North Korean Women Face Only Two Options in Life — And Both End Up in Misery

For North Korean defector and bestselling author Hyeonseo Lee, the women of North Korea are left with only two choices in life: stay in the country living an oppressed life or escape with the risk of being sold into a lifetime of sexual slavery.

As a daughter of a military official, her defection was not fueled by desperation at all, but rather, of curiosity. Yet, for almost 20 years, she has remained an active voice against the oppressive regime under the Kims. In her widely-acclaimed memoir, “The Girl with Seven Names,” Lee has shed light into the lives of the millions of North Koreans who remain trapped by the brutal dictatorship

In her continued fight for her oppressed countrymen, she is currently seeking to help protect North Korean women who were able to flee but remain in vulnerable conditions, according to the Agence France-Presse.

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“All but the lucky few will live the rest of their lives in utter misery,” she was quoted as saying. “They will be repeatedly raped day in and day out by an endless supply of customers who enrich their captors at their expense.”

The activist is now spearheading a new NGO called “North Star NK”, in which agents are sent across South East Asia and China to provide assistance to those trapped in the sex trade, so they can aid their freedom.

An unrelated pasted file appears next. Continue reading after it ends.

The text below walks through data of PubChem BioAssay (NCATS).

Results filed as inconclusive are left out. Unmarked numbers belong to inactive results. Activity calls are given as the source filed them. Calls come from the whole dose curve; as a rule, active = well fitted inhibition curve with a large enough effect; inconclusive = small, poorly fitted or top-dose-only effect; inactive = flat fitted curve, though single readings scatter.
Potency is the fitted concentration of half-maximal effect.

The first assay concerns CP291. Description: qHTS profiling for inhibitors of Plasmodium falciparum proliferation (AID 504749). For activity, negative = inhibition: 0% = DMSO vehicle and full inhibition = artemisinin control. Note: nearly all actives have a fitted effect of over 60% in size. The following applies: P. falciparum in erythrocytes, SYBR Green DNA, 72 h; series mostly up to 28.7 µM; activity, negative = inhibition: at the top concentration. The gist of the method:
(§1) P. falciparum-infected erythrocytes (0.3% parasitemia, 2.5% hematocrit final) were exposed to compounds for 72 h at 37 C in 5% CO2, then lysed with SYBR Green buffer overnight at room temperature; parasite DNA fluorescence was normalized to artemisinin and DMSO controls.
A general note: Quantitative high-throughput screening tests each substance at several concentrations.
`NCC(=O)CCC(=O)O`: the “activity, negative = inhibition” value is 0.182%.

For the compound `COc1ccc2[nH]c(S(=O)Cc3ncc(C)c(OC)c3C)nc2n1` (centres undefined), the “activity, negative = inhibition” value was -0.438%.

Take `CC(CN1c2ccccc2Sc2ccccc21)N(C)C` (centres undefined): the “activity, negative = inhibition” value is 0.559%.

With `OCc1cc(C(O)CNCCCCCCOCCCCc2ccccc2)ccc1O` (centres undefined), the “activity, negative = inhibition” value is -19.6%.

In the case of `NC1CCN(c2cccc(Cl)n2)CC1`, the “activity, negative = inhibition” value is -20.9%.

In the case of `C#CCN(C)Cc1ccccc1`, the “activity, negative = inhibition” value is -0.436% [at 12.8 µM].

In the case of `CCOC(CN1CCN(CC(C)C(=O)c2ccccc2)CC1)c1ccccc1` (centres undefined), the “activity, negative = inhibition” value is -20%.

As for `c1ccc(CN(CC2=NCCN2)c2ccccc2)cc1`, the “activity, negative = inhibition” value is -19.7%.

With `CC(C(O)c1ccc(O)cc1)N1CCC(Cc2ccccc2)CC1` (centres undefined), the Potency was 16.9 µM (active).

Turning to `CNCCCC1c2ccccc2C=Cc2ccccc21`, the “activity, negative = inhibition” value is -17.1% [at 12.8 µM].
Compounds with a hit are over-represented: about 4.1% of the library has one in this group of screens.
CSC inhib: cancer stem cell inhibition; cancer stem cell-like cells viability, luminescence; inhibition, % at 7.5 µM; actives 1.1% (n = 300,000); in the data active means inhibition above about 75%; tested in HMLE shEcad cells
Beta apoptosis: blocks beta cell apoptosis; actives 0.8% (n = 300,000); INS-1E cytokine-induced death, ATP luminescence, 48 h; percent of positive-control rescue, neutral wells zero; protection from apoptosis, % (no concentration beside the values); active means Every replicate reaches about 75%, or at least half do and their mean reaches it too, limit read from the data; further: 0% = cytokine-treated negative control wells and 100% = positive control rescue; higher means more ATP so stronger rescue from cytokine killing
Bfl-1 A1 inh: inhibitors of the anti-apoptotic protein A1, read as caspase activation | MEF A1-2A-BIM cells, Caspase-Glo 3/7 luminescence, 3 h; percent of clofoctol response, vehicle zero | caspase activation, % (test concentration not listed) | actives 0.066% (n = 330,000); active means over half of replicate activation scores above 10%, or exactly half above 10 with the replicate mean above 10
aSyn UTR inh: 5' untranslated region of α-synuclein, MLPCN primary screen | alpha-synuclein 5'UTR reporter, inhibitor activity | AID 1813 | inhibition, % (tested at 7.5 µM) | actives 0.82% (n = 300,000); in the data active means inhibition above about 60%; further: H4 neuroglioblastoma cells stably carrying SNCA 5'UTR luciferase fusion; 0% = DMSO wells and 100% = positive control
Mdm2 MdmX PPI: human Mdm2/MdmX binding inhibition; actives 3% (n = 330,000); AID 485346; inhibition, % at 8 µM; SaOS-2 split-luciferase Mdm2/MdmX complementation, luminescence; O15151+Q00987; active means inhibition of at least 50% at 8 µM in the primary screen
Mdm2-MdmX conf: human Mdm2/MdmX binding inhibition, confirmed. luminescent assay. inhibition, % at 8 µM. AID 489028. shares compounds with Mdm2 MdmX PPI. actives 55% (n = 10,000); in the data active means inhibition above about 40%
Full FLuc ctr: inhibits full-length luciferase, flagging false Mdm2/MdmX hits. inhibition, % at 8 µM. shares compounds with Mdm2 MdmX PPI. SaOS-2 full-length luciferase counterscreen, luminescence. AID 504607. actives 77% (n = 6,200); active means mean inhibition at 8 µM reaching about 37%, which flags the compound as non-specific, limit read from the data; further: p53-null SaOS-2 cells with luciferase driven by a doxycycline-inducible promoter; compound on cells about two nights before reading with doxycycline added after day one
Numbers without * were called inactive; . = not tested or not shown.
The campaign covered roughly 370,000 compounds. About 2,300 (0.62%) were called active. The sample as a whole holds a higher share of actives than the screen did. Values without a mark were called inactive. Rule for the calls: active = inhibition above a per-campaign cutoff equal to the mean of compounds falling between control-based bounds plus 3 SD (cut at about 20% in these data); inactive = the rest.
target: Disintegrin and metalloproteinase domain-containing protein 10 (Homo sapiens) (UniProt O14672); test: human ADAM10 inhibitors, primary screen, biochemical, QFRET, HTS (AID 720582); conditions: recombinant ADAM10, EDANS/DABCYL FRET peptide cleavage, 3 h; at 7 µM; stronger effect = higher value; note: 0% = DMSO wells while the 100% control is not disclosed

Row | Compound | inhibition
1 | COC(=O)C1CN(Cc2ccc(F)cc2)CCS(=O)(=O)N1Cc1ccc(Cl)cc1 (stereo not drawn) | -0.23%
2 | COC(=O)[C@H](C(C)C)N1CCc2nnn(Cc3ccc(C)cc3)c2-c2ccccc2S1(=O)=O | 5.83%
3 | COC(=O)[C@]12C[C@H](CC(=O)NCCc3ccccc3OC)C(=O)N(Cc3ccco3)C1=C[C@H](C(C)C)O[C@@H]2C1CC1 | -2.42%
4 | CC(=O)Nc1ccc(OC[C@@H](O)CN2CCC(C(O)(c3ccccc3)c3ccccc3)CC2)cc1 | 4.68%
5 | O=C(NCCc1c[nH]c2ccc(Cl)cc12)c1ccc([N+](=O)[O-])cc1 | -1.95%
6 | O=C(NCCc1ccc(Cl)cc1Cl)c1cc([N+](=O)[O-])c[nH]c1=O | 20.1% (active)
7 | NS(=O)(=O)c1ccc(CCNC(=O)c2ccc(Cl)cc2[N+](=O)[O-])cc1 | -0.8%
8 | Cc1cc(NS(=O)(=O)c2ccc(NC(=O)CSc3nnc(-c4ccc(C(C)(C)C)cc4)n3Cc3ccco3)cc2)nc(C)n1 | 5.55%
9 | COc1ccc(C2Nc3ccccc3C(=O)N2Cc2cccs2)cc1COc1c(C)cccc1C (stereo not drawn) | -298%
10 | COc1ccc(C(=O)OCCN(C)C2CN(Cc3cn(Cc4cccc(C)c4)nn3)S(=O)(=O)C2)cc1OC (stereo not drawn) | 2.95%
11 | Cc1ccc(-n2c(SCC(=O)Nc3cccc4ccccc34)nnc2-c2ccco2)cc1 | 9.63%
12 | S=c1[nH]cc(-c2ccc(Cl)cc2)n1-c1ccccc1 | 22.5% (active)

“They are so humiliated and broken, they don’t want to speak out, so I decided I should try to help,” Lee told AFP.

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According to Lee, after successfully crossing the Chinese border via the Tumen and Yalu rivers, defectors are often left in very vulnerable and dangerous conditions as they are given no asylum in China. Since they are considered as illegal migrants, they usually get deported back to North Korea when captured, where they may face severe punishment. Having very few options, escapees often entrust themselves to the brokers who smuggle them out.

“North Korean women and girls run a gauntlet of forced marriage, and sexual abuse, in China as a de facto requirement to escape to a third country,” Human Rights Watch in Asia deputy director Phil Robertson was quoted as saying.

In her memoir, Lee recalled that she herself once faced the danger of being forced into the sex trade when she escaped to China.  A broker convinced her she was going to work in a hair salon but ended up in a brothel. Fortunately for Lee, she was able to escape and run away.

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She shared that North Korean women also end up as ‘forced brides’ after being sold to men in the countryside. China’s shortage of women of marriageable age, due to its one-child policy and traditional preference to having a male child, has led to families paying large sums of money for brides. Often times, such arrangement ends in a miserable life for the purchased bride.

“One trafficked woman I know was severely beaten by her husband and his family. To prevent her from escaping, they chained her inside a shed when they weren’t monitoring her,” Lee revealed. 

“Some of these trafficked North Korean women commit suicide, while others hold onto a sliver of hope that they will eventually escape. Almost none of them succeed,” she added.

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